Judiciary Committee Update

In early January, I was reappointed to the Judiciary Committee, where I had spent my first two terms in the legislature. The Committee has five new members, including four representatives in their first term. To orient these new members, the Committee spent the first weeks of the session with witnesses who explained the State’s judicial and criminal justice systems and introduced issues that the Committee will grapple with throughout the session. Our new members soon learned that the Committee addresses a wide range of important topics.

To evaluate the status of law enforcement’s implementation of a Fair and Impartial Policing Policy, we heard from representatives of the NAACP, the State Police, the Sheriffs Association, the Human Rights Commission, Partnership for Fairness and Diversity, LGBTQIA Alliance, the Office of the Attorney General, Migrant Justice, Criminal Justice Training Council, the ACLU, and the Immigration Task Force. The policy is intended to ensure that law enforcement will treat equally all persons living in, visiting, or traveling through Vermont regardless of race, ethnicity, immigration status, or other personal criteria. The Committee will continue to evaluate whether the current policy is working and whether changes are required to strengthen its protections.

The Committee passed out its first bill of the Session, H.19, which creates an offense prohibiting the sexual exploitation of a person in law enforcement custody. One would think that such behavior would already be prohibited, but we occasionally uncover gaps in our criminal code that need closing. To this end, the Committee will also pass out H.7, which relates to second-degree aggravated domestic assault. At times someone committing the crime of domestic assault in Vermont will also have committed a similar offense outside the State, but only crimes committed in Vermont can be used in determining the severity of the charges. H.7 would allow comparable offenses in other states to be factored into potential charges.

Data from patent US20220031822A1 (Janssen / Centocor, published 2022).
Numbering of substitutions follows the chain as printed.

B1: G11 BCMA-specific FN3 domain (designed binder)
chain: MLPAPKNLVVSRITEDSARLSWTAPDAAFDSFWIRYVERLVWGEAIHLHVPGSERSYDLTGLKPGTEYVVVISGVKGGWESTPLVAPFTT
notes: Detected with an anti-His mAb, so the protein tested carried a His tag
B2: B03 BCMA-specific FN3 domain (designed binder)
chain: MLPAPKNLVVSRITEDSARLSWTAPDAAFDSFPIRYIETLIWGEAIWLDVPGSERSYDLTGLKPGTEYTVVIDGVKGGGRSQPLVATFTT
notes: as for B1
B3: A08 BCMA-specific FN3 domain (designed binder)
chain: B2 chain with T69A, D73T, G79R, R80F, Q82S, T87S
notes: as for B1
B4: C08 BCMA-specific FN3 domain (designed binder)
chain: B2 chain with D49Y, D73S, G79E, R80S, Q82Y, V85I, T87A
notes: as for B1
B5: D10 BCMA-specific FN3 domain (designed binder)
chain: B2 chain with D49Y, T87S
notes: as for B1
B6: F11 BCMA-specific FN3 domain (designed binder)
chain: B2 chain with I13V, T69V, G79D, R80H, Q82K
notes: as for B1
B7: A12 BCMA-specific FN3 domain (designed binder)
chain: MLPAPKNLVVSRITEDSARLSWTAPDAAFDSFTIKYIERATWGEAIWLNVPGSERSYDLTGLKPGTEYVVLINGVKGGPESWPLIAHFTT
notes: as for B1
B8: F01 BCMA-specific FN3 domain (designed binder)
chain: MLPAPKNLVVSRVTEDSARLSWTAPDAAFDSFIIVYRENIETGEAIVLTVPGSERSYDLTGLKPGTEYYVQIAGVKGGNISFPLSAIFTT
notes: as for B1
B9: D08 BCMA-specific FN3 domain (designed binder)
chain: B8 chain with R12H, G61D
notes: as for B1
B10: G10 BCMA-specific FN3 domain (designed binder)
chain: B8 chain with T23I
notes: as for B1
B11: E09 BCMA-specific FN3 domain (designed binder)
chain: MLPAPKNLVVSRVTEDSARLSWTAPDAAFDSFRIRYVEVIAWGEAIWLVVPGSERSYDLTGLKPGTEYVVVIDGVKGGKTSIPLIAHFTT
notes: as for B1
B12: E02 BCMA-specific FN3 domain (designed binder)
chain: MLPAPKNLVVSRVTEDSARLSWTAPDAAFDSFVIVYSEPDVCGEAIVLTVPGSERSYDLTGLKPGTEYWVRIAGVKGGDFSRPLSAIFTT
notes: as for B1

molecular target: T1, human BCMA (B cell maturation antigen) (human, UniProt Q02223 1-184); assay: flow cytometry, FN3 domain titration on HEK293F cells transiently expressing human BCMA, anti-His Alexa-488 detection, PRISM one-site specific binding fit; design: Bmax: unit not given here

The Judiciary Committee has also begun its consideration of H.103, which would modify the State’s drug crimes. Under current law, an individual can face a felony conviction for possessing a certain amount of various drugs, sometimes an amount that an individual suffering from substance abuse disorder could use on a daily basis. H.103 would make possession of any amount of illegal drugs a misdemeanor rather than a felony. An individual possessing any amount of drugs with the intent to sell would, however, face a felony conviction. The bill is intended to continue the shift toward addressing addiction as a public health issue instead of a criminal justice matter.

In addition, the Committee will evaluate changes to the State’s expungement law. Individuals who plead guilty or are convicted of an offense often suffer legal consequences beyond prison and fines because of their criminal record. Collateral consequences of having a criminal record may include being unable to get or keep some licenses, permits, or jobs; being unable to get or keep benefits such as public housing or education loans; or being unable to serve in the military or on a jury. To reduce these collateral consequences, individuals who have fulfilled the terms of their sentence and have met other requirements may, after a waiting period, seek to have their criminal records expunged, meaning their criminal record is erased. The Committee will consider how to expand the availability of expungement.

In the coming weeks, the Committee will be taking testimony on certain legal issues related to H.57, an act relating to preserving the right to abortion. The bill recognizes the fundamental right to the freedom of reproductive choice for women. It does not change current practice in Vermont but, given the politics in Washington, there is a need to protect those fundamental rights in State law.

The Committee will also consider how to provide effective protections or remedies when an individual is facing repeated intimidation or harassment based on the individual’s protected class (for example, their race or religion). These are just a sampling of the many issues that will pass through the Judiciary Committee during the session.